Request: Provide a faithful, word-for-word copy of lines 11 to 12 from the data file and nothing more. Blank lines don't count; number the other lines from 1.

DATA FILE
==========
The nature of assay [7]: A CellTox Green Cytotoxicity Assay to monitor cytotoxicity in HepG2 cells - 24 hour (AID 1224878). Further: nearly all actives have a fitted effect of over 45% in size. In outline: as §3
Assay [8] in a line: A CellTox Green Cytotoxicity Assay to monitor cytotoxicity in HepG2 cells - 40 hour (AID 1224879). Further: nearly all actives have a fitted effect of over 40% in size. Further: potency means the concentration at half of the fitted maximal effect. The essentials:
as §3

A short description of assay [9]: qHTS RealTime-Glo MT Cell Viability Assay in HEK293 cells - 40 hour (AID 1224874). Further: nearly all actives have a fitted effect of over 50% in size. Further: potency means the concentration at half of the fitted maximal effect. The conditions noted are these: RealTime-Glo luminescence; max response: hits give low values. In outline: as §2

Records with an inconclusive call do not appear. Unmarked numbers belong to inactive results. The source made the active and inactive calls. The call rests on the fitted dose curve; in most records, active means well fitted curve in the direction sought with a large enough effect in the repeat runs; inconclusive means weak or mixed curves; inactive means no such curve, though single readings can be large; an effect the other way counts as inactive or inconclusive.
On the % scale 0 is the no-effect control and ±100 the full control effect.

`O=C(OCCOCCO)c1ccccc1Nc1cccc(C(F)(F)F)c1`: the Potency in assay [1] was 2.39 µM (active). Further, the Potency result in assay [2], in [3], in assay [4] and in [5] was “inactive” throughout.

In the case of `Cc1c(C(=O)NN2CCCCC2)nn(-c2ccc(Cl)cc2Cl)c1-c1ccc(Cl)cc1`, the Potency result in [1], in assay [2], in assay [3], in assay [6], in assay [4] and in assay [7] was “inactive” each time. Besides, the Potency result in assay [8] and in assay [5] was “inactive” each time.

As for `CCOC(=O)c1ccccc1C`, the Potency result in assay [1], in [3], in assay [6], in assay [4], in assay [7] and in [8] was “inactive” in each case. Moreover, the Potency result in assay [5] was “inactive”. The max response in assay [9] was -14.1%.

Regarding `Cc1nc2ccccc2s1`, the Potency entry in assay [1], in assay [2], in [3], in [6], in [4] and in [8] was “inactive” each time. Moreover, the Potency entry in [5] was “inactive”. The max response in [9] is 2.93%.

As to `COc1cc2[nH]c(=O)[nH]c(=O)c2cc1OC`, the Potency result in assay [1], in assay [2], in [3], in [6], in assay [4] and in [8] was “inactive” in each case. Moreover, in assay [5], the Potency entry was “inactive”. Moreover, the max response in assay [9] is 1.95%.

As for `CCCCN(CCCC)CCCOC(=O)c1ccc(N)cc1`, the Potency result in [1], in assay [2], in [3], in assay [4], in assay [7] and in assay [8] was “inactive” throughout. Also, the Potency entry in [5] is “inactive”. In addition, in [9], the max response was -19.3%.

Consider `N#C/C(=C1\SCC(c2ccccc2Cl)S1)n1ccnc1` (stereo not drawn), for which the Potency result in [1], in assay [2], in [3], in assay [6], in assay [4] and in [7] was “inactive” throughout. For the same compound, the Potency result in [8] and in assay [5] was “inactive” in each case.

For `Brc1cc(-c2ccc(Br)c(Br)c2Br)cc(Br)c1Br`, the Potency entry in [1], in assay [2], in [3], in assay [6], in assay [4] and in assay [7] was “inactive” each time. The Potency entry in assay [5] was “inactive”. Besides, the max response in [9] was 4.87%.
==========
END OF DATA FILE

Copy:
As to `COc1cc2[nH]c(=O)[nH]c(=O)c2cc1OC`, the Potency result in assay [1], in assay [2], in [3], in [6], in assay [4] and in [8] was “inactive” in each case. Moreover, in assay [5], the Potency entry was “inactive”. Moreover, the max response in assay [9] is 1.95%.

As for `CCCCN(CCCC)CCCOC(=O)c1ccc(N)cc1`, the Potency result in [1], in assay [2], in [3], in assay [4], in assay [7] and in assay [8] was “inactive” throughout. Also, the Potency entry in [5] is “inactive”. In addition, in [9], the max response was -19.3%.